In our role here at Allbound, we absolutely relish the fact that many of our customers are brilliant, agile thinkers who have been put in charge of breathing life back into their company’s struggling channel partner program. Tell me if this sounds familiar:
Throughout my years in tech sales and marketing — and business in general, for that matter — perhaps the most fulfilling aspect of the journey has been the amazing people I’ve met, many (if not all) of whom have been laser-focused on solving very complex challenges, oftentimes even resuscitating old or broken business systems and processes.
- You’ve seen the “old way” of doing things, and you know they can’t keep pace with the speed and digital connectedness of today’s businesses.
- You’re using a smorgasbord of portals and systems, and you’re ready to simplify.
- You’re not the only one frustrated — so are your partners.
- And of course, you’ve been asked to do more but with less while also proving it with channel data that’s either outdated, worthless, or (even worse) completely inaccessible.
You’re Not Alone
Those four bullets you just read? Don’t stress. We’ve heard them over and over again. Need proof? Just a few weeks back, I had a report hit my inbox listing the “Top 10 Challenges Keeping Channel Chiefs Up at Night.” A few minutes later, I Googled the exact same phrase and, little to my surprise, I found dozens of similar reports dating as far back as 2007 — all of which included a near-identical list.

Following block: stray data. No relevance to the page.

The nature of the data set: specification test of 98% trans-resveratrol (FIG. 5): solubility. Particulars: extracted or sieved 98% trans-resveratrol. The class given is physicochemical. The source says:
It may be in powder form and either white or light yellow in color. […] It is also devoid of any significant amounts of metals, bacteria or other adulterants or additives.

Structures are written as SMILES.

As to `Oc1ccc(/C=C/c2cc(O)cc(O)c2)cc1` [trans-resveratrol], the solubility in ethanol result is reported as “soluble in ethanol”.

But why? WHY, nearly a DECADE later are channel leaders still struggling to tackle their most pressing issues: margins, deal registration, demand gen, MDF, incentive programs. It’s like I hopped right into Doc Brown’s DeLorean and Marty McFly drove me right back into the time suck of channel programs past.
Listen, in today’s increasingly crowded channel partner software space, there’s a lot of money on the line. In the past several years, spending on channel enablement programs has skyrocketed, especially among companies with an ecosystem of 500 partners or more. Just a few years ago in 2013, spending was close to $63 billion, including $50 billion on partner incentives, according to a Forrester survey, as reported by Pulse Learning — that’s A LOT of Starbucks giftcards and trips to Punta Cana.
I get it. Measuring channel ROI is absolutely critical for organizations. In fact, every single dollar you spend on your partners should yield an ROI. And despite a rapidly shifting landscape, the majority of vendors are still using radically outdated sales practices and technology when it comes to enabling — or as we say EMPOWERING — their indirect sales partners.
It’s time to reconsider. Rethink, if you will. Below are some points to consider with so-called channel enablement "best practices."
Excessive Sales Content and Information Overload
As digital content management continues to grow at a rapid pace, access to information has never been greater — not laterally amongst a “channel” of partners, but in a “fabric” connecting your entire sales ecosystem. While modern, digital accessibility can benefit your organization and sales relationships, more often than not we still see vendors who:
- Underwhelm their partners by providing them with too little content or training, often too late, leaving partner reps disengaged or unable to effectively move the pipeline.